Connecticut looks to curb truck emissions with new law


Connecticut Gov. Ned Lamont last week announced the enactment of Public Act 22-25, a new law that includes a number of actions that will help reduce greenhouse gas (GHG) emissions from the transportation sector.

Among the measures the law contains, it authorizes the Connecticut Department of Energy and Environmental Protection (DEEP) to adopt more stringent emissions standards for medium- and heavy-duty vehicles. It also makes various statutory changes under the Connecticut Clean Air Act, expands existing programs, and establishes several new programs concerning electric vehicle use and improving air quality.

The bill’s provisions include, among other things:

  • Medium- and Heavy-Duty Vehicle Standards — Authorizes the DEEP commissioner to adopt regulations implementing California’s medium- and heavy-duty motor vehicle standards, which the state says will ensure that manufacturers are producing cleaner vehicles and offering them for sale in Connecticut, giving prospective consumers more options while reducing a major source of in-state air pollution and greenhouse gas emissions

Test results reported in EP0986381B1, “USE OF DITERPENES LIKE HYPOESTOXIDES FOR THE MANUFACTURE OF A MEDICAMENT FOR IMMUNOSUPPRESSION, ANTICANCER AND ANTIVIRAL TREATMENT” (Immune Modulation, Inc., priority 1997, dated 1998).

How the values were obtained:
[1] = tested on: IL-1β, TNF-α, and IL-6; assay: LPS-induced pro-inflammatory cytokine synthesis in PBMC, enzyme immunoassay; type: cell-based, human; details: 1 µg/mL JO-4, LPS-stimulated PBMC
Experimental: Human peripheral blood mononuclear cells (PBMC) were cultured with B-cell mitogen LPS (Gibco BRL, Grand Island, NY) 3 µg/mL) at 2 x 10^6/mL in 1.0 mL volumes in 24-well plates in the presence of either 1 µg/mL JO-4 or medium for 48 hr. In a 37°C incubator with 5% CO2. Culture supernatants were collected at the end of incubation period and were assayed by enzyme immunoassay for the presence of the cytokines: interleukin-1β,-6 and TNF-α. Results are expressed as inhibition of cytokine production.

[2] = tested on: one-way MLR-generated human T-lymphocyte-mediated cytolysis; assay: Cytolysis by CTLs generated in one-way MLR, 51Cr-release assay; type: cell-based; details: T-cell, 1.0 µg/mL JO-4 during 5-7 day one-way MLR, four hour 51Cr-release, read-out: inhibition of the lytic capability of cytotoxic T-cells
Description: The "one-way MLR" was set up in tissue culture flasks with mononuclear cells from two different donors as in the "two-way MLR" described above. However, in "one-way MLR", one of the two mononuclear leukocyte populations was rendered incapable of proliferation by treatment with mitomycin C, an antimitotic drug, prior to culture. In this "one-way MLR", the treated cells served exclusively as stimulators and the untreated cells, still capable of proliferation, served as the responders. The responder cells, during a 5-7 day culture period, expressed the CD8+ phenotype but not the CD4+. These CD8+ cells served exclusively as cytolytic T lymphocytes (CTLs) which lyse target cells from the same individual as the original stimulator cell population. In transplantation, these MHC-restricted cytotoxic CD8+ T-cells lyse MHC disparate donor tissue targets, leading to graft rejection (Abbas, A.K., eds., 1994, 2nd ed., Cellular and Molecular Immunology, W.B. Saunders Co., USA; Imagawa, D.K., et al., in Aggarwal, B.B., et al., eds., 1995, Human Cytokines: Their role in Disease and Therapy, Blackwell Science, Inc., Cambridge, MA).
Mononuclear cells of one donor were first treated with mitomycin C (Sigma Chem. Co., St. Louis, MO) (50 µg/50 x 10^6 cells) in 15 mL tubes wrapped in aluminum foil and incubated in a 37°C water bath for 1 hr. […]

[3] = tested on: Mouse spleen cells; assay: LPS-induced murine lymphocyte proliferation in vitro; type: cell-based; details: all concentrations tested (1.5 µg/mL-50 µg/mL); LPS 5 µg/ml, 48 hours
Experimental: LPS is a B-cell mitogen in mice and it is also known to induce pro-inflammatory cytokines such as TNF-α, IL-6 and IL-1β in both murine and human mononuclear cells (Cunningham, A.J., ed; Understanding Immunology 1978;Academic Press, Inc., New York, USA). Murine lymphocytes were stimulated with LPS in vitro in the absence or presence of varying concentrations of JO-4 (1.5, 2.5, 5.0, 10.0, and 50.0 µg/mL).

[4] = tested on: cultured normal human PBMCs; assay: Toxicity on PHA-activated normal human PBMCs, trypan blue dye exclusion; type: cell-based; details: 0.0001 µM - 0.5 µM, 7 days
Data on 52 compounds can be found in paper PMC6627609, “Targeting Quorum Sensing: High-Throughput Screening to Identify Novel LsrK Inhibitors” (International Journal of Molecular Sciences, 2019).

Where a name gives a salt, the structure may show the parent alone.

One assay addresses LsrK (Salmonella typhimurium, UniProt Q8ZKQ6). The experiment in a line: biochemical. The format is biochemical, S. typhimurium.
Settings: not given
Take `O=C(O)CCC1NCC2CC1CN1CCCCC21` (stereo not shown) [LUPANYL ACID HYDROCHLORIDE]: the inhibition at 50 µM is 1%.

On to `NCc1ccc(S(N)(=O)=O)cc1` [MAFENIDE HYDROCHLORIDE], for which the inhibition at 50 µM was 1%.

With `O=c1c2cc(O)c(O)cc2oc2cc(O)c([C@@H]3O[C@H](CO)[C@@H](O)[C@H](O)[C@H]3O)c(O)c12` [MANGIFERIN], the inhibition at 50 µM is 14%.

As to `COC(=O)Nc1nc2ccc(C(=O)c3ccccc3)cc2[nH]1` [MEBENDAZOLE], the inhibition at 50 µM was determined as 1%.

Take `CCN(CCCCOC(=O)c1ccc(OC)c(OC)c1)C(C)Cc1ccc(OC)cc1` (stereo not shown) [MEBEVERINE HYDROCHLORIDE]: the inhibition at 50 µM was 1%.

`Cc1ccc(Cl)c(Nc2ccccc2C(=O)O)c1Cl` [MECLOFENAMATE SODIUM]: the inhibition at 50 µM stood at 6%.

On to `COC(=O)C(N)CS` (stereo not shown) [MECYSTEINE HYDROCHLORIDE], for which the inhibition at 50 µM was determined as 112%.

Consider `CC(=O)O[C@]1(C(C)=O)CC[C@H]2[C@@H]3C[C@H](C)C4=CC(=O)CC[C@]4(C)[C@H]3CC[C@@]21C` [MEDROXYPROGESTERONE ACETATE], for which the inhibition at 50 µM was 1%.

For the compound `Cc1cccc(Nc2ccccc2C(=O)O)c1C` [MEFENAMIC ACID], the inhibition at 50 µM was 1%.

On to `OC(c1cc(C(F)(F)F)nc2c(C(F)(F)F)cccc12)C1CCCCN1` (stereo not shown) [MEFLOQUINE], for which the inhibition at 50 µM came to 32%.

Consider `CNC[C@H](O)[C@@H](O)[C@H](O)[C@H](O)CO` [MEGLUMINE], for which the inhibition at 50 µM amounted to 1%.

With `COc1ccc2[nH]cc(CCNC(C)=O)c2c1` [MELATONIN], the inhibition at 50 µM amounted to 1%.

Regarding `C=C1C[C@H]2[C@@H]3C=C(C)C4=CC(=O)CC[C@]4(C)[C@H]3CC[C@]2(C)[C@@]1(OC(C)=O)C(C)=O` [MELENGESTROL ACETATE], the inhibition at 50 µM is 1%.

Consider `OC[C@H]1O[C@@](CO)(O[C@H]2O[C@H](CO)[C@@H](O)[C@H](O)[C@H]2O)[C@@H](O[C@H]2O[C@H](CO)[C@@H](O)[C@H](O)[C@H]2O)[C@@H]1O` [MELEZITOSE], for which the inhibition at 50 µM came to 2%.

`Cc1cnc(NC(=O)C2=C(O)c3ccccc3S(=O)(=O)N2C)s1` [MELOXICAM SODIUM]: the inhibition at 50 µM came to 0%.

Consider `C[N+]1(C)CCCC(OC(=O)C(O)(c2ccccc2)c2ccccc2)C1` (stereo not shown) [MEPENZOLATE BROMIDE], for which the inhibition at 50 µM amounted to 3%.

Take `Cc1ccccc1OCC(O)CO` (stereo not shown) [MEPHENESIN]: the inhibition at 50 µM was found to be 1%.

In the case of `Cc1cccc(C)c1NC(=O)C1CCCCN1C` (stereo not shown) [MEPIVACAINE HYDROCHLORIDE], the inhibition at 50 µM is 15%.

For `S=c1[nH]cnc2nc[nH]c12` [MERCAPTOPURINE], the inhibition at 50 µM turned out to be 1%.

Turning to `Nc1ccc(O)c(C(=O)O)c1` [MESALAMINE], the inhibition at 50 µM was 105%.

• Medium- and Heavy-Duty Truck Vouchers — Allows DEEP to establish a voucher program to support the use of zero-emission medium- and heavy-duty vehicles
  • Traffic Signal Grant Program — Requires the Connecticut Department of Transportation to establish a matching grant program to help municipalities modernize existing traffic signal equipment

“This is a transformational time in transportation, and the CTDOT is ready to meet the moment by investing in cleaner, greener transportation, building out electric vehicle infrastructure, and advancing safety and mobility projects around the state,” says CTDOT Commissioner Joe Giulietti.



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